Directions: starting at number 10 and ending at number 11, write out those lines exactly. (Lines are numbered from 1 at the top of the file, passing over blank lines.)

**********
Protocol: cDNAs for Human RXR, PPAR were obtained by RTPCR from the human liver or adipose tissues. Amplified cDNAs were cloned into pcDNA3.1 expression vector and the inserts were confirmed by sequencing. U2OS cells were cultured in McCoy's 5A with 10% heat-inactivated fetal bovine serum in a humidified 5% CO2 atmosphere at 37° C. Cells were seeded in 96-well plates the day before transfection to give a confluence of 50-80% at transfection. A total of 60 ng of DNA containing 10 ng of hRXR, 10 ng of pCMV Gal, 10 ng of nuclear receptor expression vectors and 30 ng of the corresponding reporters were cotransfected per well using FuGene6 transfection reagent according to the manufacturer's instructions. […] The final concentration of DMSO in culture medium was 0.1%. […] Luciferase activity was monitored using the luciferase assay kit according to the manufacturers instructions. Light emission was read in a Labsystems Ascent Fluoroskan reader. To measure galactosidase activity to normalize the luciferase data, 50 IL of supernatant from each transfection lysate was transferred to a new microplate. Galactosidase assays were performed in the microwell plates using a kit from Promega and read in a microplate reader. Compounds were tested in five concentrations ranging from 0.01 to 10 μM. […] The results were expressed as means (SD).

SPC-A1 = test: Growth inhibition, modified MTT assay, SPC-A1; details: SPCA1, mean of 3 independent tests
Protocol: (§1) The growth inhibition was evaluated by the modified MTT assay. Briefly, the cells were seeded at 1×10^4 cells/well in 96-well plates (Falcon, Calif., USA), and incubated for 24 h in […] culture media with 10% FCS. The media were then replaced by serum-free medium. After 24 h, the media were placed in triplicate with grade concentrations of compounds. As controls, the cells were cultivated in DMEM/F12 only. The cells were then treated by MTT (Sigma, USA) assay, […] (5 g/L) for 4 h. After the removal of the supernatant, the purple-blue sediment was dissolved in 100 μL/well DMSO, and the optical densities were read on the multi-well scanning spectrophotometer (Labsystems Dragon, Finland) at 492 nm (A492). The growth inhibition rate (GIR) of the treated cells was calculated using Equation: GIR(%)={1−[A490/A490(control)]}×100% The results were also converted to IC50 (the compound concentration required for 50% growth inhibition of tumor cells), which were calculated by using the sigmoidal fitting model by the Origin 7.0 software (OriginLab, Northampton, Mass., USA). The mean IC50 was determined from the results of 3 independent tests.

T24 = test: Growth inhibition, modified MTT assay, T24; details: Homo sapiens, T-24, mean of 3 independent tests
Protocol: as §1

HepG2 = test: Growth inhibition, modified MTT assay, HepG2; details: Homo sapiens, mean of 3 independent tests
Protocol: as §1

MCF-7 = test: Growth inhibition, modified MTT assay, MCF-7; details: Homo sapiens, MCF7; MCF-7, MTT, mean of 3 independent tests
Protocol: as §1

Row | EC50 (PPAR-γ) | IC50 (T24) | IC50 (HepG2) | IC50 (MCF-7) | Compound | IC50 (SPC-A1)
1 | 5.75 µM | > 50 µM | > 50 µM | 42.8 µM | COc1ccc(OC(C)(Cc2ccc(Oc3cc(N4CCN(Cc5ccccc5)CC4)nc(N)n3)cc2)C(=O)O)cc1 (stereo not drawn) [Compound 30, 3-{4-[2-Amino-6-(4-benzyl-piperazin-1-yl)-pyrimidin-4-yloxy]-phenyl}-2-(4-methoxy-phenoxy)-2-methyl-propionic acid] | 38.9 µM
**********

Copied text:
Row | EC50 (PPAR-γ) | IC50 (T24) | IC50 (HepG2) | IC50 (MCF-7) | Compound | IC50 (SPC-A1)
1 | 5.75 µM | > 50 µM | > 50 µM | 42.8 µM | COc1ccc(OC(C)(Cc2ccc(Oc3cc(N4CCN(Cc5ccccc5)CC4)nc(N)n3)cc2)C(=O)O)cc1 (stereo not drawn) [Compound 30, 3-{4-[2-Amino-6-(4-benzyl-piperazin-1-yl)-pyrimidin-4-yloxy]-phenyl}-2-(4-methoxy-phenoxy)-2-methyl-propionic acid] | 38.9 µM